650, 662-3, II 147, 300, 395, 435 ]

The historical battle on the plain of Kurukshetra (some 56 miles
north of modern Delhi) took 18 days, and the number of chapters
in the Song is 18.




The following information is included here to give an idea of the
wide scope of ancient Indian learning.

The Vedas are a portion of the most ancient of India's records
now known. Some, even more ancient sources, are said to be
stored in secret libraries in various parts of the country. They
are said to be only accessible to dedicated students of spiritual
wisdom. Vyasa is a title showing respect, for one of the members
of the hierarchy of the highest Gurus (teachers), whose
prototypes are the seven Rishis of primordial and ancient
Humanity. They are Those who, mystically, are said to have
presided over "creation" (the reincarnation of the world and its
myriad of beings in this Manvantara).

The Vedas are four in number: the Rikh, the Sama, the Yajur and
the Atharva. Vedic literature is further divided into four
groups: the Sanhitas-hymns, the Brahmanas-rituals and sacrifices,
the Aranyakas-philosophy and allegory, and the
Upanishads-philosophical and moral instructions.

Over one hundred Upanishads are known; of these eighteen are
considered major, and on these the great Teacher: Shankaracharya
has written commentaries. Some are: Isavaga (or Isa), Kena,
Katha, Prasna, Mundaka, Mandukya, Aitareya, Taittiriya,
Chandogya, the Brihadaranyaka, and the Bhagavad Gita which is to
be found in the Maha Bharata (an Itihasa, or an historical

As customary, the Vedas and their accompanying explanations,
called Brahmanas (commentaries, explanations, used by the
Brahmins), and Upanishads (expositions and illustrations of the
secret meanings for chelas) are written in a seven-fold code,
capable of being interpreted in six ways, besides the seventh
which can only be read correctly by a Sage, a Rishi. There are
seven hundred slokas or verses in the Gita, distributed in
definite proportions among the 18 (10 + 7 + 1)
Chapters--suggesting a numerical relation to the "seventeen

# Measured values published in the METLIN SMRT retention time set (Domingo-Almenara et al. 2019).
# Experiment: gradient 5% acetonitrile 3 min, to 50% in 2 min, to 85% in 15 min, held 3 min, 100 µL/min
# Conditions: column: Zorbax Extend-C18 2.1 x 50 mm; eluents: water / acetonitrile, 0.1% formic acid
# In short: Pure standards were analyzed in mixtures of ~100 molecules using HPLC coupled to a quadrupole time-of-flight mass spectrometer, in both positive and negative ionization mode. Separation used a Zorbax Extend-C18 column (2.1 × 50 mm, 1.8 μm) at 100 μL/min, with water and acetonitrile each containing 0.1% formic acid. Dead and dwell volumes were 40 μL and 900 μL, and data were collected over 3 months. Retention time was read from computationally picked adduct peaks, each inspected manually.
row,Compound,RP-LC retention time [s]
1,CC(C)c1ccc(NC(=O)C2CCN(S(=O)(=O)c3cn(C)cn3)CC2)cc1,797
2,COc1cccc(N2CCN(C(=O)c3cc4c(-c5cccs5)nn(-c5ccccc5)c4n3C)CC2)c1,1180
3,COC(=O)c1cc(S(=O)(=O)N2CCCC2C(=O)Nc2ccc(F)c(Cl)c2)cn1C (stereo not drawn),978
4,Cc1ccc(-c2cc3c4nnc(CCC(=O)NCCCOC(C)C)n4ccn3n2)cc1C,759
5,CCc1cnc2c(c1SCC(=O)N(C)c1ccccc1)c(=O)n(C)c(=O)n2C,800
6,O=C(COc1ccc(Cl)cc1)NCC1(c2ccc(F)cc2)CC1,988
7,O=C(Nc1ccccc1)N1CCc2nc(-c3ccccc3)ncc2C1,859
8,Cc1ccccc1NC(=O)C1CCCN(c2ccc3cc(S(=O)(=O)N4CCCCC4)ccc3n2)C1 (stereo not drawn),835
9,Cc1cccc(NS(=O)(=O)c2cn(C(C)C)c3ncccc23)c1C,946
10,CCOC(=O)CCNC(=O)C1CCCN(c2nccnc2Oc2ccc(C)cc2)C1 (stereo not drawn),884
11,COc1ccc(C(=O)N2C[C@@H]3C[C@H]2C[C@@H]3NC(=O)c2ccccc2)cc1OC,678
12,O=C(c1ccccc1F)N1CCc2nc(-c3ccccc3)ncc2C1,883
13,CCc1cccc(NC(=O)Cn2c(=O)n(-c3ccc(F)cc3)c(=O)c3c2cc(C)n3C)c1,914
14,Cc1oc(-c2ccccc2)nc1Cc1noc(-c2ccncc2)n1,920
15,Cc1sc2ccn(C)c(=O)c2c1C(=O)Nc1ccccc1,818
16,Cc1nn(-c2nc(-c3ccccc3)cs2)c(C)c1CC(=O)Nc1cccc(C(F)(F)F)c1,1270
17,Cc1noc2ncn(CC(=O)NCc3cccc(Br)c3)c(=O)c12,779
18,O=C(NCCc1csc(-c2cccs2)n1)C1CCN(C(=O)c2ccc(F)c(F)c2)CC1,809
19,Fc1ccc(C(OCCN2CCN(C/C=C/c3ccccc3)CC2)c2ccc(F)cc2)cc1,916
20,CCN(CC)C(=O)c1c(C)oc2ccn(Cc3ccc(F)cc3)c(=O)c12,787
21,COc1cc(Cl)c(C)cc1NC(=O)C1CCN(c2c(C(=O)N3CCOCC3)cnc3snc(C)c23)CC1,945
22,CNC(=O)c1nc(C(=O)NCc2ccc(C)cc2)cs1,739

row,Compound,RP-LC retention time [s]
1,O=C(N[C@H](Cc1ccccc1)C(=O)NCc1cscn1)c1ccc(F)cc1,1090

rayed" Central Spiritual Sun of our Universe.


H.P.Blavatsky, in The Secret Doctrine, gives in the first volume
a survey of the sevenfold division of the Universe. A devoted
student, using this hint can recover the use of the mystic "keys"
as he proceeds. He will find his inner progress represents
increments in understanding that opens to him the depths of
meaning underlying the merely objective.

Besides the Brahmanas and the Upanishads, the student will find
in Indian lore: the Puranas (ancient commentaries), and the
Itihasa (history) of vast cycles, and of events overseen by
rulers of the past, these are often made into myths and
allegories, to present living ideals for personal use in daily
life by those who desire to learn and improve in this vast school
we call our Earth. Indian life, away from the pressures of
western civilization, still finds areas of seclusion, where the
ancient sacred stories are recited so as to feed the flame of
intuition burning in the heart.


A Survey of Ancient Indian Literature

1. PARA VIDYA	Esoteric, Secret Wisdom, unrecorded, undisclosed


2. APARA VIDYA	Exoteric Wisdom, recorded

Shruti	Smriti	Purani	Itehasa
revelation tradition myths history

Vedas	1. Exoteric 2. Esoteric explanations
Karma Kanda Jnana Kanda ( codified by
( Veda Vyasa)

Named:	Rig Sama	Yajur	Atharva
Content:	hymns chants ritual	sacred incantations
Rishi:	Brahma Jaimini	Yajnavalkya Vashishta, Narada,
Visvamitra, etc.

In All Vedas :

Content:	Mantras Shad Anjanis	Aranyakas Shad Darshanas
sound	6 Sciences	lore for	6 Philosophies

SHAD DARSHANA: 6 Philosophical Demonstrations

1. MATERIAL	Prakriti: 3 Schools

Named:	Vaisheshika	Nyaya	Purva Mimansa
Rishi:	(Kanada-rishi) (Gautama-rishi) (Jaimini)
Content: Materialistic	Doubt, Denial	Mantra meanings

2. SPIRITUAL	Purusha: 3 Schools

Named:	Sankhya	Yoga	Uttara Mimansa (Vedanta)
Rishi:	(Kapila-rishi)	(Yajnavalkya) (Badarajna, Vyasa)
(Patanjali)	(Shankaracharya)
Content:	Evolving	Man and God	Atman: root of Man & God

3. VEDANTA : 3 Divisions

Dvaita	Vishistadwaita	Advaita
duality:	merging of	Unity of All:
Man & God	Man and God in	Man is God
persist a Unity	Unity is ALL

Theosophy is the SYNTHESIS of all of these. It is the
7th System: Sanatana Dharma, which unites them all.
( S D I 168-9 -- the 4 Vidyas (wisdoms) )

Other ancient Hindu Literature:

Asavalayana Kalpa Sutra	Ceremonial Directory
Nirukta	.	.	.	Expositions
Panini's Vyakarma	.	Grammar
Siksha	.	.	.	Phonetic Dictionary
Jyotisha	.	.	Astronomy & Astrology
Chhandra	.	.	Meter
Nighantu	.	.	Synonyms
Indra Gatha	.	.	Hymns to the Moon
Nara Samsi	.	.	Components of Man
Valkya Smriti Yajna	.	Sacrifice
Mahabharata/Ramayana	Itehasa / Epics
Jaimini Sutras	.	.	Purva Mimansa / Vedanta
Brahma Sutras	.	.	Uttara Mimansa / Vedanta
Upanishads	.	.	Explanations of esoteric

Mote: Modern versions of the Upanishads, owing to
Brahmanical abridgments are inaccurate.
[ Theosophy v. 20, p. 19; Theosophist v. I p. 25,
50, 246; Theosophy v. 2, p. 329. ]


I hope this proves to be of use.

Best wishes,